Hamil R. Harris
Joshua Dubois speaks to ministers at a 2009 D.C. Council reception held in his honor.
President Obama announced Thursday at the National Prayer Breakfast that Joshua DuBois, head of his Office of Faith-based and Neighborhood Partnerships would be leaving the post, effective Friday.
DuBois was 26 when he was chosen by the president to serve as director. Obama has often mentioned the inspiration he finds in DuBois’ daily Scripture e-mails, making the faith-based office director an informal spiritual adviser to the president.
A White House official said that DuBois is leaving the White House to author a book of devotionals for leaders based on the ones he sends the president. DuBois will be teaching at New York University and plans to launch a new organization with Michael Wear, who led faith outreach for the president’s 2012 campaign. Wear, who has been working as an assistant to DuBois, also is leaving.
Over DuBois’ tenure, the office been criticized for failing to address one of the core issues around government funded programs run by religious organizations–that of faith-based hiring and firing. A 2012 report left “critical questions unanswered” about how the government could work with religious groups within the limits established by the First Amendment. DuBois at the time called the findings “an important step” and said the recommendations would “strengthen the government’s relationship with faith-based organizations in a manner that protects religious liberty and the separation of church and state.”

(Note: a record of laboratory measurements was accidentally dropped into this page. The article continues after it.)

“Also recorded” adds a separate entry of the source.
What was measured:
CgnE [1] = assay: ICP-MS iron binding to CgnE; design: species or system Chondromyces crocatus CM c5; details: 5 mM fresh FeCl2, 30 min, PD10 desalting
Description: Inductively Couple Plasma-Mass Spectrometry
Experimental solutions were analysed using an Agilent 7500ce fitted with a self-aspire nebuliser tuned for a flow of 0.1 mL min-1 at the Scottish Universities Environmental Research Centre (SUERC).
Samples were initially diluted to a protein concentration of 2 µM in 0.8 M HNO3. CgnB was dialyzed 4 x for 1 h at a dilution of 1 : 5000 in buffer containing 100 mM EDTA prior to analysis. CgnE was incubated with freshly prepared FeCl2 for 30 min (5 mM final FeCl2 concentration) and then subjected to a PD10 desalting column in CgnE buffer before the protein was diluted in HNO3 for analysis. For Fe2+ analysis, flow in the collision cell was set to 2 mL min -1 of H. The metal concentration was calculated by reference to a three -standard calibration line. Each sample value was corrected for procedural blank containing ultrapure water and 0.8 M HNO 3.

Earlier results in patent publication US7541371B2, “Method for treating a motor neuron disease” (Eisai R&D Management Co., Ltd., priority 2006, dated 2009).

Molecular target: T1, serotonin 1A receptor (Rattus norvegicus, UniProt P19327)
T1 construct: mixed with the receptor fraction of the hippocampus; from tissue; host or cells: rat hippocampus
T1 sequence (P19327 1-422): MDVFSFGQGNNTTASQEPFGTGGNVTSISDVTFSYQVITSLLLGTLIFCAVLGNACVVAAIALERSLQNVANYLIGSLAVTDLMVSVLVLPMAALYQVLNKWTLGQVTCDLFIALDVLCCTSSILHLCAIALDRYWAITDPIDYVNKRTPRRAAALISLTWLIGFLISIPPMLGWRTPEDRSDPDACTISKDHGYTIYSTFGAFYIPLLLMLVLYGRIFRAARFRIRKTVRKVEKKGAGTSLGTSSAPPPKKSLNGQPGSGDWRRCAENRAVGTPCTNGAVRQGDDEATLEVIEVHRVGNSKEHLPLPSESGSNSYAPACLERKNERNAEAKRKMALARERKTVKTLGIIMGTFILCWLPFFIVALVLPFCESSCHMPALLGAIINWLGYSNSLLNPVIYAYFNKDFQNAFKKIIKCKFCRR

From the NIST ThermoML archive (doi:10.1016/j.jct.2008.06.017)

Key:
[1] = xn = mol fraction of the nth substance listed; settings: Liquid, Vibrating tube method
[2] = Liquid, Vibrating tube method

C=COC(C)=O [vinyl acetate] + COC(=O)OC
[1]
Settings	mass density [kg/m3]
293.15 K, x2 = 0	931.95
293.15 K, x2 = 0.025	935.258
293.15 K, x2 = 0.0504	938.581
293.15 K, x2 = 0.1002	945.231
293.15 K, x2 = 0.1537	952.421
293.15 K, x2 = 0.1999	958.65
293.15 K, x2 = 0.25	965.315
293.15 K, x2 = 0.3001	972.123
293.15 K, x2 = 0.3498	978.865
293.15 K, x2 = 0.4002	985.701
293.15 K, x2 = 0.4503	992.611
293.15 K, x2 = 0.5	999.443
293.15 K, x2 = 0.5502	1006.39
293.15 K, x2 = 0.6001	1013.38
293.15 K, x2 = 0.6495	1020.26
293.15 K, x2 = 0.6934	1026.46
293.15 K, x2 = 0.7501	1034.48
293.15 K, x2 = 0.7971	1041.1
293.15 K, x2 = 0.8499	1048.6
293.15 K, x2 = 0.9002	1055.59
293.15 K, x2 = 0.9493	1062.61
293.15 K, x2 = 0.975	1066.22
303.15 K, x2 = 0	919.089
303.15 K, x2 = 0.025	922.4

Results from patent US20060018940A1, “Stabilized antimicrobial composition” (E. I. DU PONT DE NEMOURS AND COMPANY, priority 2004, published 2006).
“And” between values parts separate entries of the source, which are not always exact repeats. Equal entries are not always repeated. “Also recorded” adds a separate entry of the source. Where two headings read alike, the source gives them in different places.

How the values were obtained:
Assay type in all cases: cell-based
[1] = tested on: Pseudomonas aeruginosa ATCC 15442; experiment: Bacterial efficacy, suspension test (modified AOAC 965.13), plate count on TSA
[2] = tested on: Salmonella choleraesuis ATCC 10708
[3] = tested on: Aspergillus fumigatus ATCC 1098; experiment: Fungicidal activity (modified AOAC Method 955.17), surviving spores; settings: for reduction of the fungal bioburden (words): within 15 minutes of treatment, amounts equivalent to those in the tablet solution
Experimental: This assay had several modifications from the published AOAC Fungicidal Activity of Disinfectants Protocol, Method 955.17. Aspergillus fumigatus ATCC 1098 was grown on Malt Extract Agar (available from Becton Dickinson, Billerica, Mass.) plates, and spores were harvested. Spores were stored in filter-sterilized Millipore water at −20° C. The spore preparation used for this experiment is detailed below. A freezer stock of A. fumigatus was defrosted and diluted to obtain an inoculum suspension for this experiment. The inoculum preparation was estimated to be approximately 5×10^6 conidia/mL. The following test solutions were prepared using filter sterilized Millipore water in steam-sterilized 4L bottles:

In a recent post for On Faith, John J. DiIulio Jr., who served under President Bush as the first director of White House faith-based office, praised the office under DuBois’ leadership and its progress on issues like child hunger, while acknowledging the inherent church-state tensions in the faith-based mission.